The Case Against YouTube: Smarter Video Marketing Strategies for 2014
Chad Hill – Guest Author | Feb 10, 2014
According to Econsultancy, 93% of marketers included online video as part of their overall marketing strategies in 2013. In fact, the ReelSEO 2013 Online Video Marketing Survey and Business Video Trends report confirms that 80% of marketers say that video marketing has positively impacted their business. As we move into 2014, those marketers will surely be looking for ways to get more return from their video marketing. As the overwhelming market leader, YouTube has always commanded the lion’s share of the attention when it comes to this particular type of marketing. However, it’s important to look beyond YouTube and consider additional video distribution networks, as well as self-hosted options, to get the best return on this investment
Most marketers undoubtedly want to create more video content. There are more options than ever to create high quality video content faster and cheaper. Video promotion, however, is a harder problem to solve. Sure, the big brands can direct millions of visitors to their website or YouTube channel but the smaller brands and small businesses have to be strategic in attracting new viewers and building a loyal audience.
In years past, YouTube and video marketing have grown to become synonymous with one another. YouTube was the first to market, drives the most traffic, and gives marketers a robust toolset for promoting their videos. For obvious reasons, YouTube can’t (and shouldn’t) be ignored but marketers looking for ways to generate a higher return on their video investment must consider all available options.
Audience is King, But it Must be Earned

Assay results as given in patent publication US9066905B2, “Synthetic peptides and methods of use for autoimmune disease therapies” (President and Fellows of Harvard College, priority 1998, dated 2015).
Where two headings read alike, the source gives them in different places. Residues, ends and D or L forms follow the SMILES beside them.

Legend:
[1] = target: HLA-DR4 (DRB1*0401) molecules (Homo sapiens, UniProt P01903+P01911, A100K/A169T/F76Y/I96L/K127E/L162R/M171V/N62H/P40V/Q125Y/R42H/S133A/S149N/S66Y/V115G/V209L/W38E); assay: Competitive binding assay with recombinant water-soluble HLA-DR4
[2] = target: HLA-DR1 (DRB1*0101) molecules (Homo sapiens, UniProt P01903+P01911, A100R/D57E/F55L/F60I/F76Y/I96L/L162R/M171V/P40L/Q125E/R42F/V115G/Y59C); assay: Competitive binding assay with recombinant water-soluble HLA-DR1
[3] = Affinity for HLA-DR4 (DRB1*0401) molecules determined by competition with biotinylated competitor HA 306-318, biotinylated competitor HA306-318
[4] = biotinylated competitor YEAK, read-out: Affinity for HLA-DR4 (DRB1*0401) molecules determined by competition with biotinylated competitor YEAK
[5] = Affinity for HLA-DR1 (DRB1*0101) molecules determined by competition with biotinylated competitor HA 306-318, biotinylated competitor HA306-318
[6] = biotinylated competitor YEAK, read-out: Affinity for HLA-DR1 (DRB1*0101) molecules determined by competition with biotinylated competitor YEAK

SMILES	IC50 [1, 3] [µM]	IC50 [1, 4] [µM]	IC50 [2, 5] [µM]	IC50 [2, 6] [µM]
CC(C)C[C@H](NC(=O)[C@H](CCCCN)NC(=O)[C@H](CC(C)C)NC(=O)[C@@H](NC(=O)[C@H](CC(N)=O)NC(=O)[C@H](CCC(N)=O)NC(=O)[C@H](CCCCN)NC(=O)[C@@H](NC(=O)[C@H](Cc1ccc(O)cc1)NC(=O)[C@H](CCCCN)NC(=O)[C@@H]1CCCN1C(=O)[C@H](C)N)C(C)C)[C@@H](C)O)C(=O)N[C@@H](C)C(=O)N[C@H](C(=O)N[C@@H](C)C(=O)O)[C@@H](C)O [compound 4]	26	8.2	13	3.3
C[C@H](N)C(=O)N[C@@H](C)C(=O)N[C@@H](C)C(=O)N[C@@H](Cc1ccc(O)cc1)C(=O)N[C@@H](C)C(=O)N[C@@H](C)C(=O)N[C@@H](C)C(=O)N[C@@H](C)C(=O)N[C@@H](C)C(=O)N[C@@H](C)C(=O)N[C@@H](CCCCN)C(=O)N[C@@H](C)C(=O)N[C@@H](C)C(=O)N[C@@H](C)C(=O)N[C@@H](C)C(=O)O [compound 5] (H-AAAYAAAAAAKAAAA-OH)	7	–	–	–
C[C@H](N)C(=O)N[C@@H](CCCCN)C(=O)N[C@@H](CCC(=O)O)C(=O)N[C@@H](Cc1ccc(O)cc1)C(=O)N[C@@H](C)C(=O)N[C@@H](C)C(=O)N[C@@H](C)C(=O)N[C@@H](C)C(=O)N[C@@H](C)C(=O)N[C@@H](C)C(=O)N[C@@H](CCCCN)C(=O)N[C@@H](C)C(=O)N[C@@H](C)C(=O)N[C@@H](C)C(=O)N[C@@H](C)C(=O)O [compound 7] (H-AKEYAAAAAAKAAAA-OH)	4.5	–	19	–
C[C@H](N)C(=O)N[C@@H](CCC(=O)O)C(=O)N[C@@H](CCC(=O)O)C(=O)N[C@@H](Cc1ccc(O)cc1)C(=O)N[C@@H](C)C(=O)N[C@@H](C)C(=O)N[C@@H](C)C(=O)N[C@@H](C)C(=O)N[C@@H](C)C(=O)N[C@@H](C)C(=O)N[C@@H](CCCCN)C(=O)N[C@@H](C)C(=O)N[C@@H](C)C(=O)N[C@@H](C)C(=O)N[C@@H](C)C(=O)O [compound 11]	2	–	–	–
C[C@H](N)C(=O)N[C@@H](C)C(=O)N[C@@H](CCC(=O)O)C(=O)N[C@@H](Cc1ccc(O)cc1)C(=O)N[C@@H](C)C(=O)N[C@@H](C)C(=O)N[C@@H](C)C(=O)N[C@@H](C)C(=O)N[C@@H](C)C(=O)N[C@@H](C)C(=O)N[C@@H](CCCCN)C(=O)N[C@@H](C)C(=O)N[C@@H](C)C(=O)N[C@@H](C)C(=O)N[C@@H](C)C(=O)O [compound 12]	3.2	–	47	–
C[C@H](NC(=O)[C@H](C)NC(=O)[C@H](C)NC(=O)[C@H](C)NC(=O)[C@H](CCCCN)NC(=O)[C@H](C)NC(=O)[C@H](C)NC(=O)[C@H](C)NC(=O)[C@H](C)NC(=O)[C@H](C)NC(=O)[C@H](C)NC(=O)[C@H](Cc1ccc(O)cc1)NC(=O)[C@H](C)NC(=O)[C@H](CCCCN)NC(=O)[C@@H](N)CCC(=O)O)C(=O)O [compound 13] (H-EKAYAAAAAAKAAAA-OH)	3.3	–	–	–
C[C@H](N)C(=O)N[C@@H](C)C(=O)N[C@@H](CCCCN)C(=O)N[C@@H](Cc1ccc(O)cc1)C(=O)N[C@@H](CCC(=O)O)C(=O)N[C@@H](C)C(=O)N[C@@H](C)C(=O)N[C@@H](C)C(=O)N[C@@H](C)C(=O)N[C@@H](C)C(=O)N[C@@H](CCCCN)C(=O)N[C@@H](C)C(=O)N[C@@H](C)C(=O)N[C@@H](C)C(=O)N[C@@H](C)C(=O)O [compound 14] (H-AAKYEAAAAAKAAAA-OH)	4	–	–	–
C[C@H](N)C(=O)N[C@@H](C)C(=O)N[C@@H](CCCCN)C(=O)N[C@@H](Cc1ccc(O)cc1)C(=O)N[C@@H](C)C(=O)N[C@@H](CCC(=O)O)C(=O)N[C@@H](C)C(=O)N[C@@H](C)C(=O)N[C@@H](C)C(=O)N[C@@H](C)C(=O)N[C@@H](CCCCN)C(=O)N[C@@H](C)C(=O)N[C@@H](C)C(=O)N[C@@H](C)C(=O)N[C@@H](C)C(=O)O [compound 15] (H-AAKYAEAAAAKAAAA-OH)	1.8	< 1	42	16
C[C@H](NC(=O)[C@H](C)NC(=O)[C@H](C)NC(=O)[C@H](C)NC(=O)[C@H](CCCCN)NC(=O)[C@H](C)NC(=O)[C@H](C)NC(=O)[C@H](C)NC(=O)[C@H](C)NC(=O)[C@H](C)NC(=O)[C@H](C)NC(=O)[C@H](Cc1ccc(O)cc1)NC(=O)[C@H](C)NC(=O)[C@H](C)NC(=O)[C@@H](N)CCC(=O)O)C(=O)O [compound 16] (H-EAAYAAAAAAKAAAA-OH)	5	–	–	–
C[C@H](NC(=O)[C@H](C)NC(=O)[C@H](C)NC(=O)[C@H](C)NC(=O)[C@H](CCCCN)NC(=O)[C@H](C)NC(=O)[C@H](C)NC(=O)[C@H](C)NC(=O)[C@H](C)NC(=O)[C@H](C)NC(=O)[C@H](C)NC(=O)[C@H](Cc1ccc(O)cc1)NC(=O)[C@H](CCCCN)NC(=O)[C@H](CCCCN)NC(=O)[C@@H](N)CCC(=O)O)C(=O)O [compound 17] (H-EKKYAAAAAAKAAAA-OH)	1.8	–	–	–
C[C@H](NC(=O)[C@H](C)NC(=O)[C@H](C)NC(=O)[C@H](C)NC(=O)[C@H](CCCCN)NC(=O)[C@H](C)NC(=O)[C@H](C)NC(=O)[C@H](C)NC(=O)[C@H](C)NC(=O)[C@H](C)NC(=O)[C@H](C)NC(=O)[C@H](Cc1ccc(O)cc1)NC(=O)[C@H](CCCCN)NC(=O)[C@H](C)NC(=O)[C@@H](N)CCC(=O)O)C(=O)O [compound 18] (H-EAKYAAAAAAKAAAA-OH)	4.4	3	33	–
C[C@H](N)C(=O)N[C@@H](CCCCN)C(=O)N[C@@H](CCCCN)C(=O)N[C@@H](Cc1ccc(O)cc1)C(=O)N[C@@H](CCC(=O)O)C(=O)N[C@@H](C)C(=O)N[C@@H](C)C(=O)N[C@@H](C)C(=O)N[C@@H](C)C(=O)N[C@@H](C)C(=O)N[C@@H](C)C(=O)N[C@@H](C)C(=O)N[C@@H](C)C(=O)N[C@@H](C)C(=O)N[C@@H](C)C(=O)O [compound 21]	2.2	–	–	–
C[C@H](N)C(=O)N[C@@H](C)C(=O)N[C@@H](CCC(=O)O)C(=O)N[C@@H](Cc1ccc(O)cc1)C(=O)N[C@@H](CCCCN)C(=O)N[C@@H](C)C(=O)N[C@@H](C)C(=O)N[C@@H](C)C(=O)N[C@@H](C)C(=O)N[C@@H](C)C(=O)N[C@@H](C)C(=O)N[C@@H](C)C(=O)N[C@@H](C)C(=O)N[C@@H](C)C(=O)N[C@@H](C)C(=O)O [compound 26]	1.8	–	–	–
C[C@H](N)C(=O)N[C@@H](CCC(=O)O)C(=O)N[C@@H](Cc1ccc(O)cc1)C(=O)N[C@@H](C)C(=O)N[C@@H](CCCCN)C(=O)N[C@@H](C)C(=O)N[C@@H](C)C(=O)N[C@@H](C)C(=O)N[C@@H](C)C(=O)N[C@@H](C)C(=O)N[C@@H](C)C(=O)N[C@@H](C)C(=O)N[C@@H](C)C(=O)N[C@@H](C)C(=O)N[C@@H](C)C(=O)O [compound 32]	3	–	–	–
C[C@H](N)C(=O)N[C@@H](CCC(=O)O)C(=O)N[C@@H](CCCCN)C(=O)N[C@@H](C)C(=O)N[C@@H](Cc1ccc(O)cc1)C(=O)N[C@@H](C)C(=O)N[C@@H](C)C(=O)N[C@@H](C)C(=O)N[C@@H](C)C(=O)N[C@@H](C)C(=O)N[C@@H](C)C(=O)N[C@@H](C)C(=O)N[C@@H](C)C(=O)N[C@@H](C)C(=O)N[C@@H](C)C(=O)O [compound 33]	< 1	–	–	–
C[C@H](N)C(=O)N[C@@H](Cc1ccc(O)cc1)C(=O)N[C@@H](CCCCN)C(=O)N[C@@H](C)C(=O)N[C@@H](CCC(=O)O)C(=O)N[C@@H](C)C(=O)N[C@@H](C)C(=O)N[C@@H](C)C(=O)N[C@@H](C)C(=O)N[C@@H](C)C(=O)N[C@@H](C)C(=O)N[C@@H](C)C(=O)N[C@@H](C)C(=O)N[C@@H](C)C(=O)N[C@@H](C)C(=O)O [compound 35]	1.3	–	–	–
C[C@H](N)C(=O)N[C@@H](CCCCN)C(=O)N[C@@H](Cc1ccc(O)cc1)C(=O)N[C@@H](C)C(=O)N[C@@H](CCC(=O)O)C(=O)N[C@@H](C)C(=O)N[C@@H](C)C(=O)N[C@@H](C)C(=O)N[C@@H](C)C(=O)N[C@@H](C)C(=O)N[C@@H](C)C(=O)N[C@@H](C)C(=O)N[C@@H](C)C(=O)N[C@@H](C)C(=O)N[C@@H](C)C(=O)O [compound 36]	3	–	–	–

Videos need viewers and YouTube, according to Comscore, had 159 million unique visitors and 13.3 billion video views in December. The next most engaged audience is on Vimeo, reporting 39 million unique visitors and 142 million video views in December. With such a large audience, it’s clear that YouTube is the first stop for reaching a broader audience.
While the metrics speak for themselves, a 2010 study by TubeMogul showed that over half of videos on YouTube have fewer than 500 views. Top videos of 2013 clustered around music videos like “What does the fox say” or “Harlem Shake”, cute animal videos and few well-produced YouTube mini shows. Among the top videos, there is only one big brand video by Volvo video featuring Jean-Claude Van Damme but smaller businesses are absent from the list.
As a result, marketers can’t just upload their video and hope for the best. The “build it and they will come” approach only works in the movies. In truth, most marketers need to be responsible for creating their own audience and controlling traffic.
The Case Against YouTube
If audience is king, is YouTube the place to be? The chief complaint is that YouTube objectives don’t always align with those of your business. As an example, you can invest time building a subscription base to your YouTube channel but you don’t have a way to contacting them outside of YouTube. Another comment issue concerns the ability for competitors to run ads or show related content around your videos, piggybacking on your investment to reach a very targeted audience.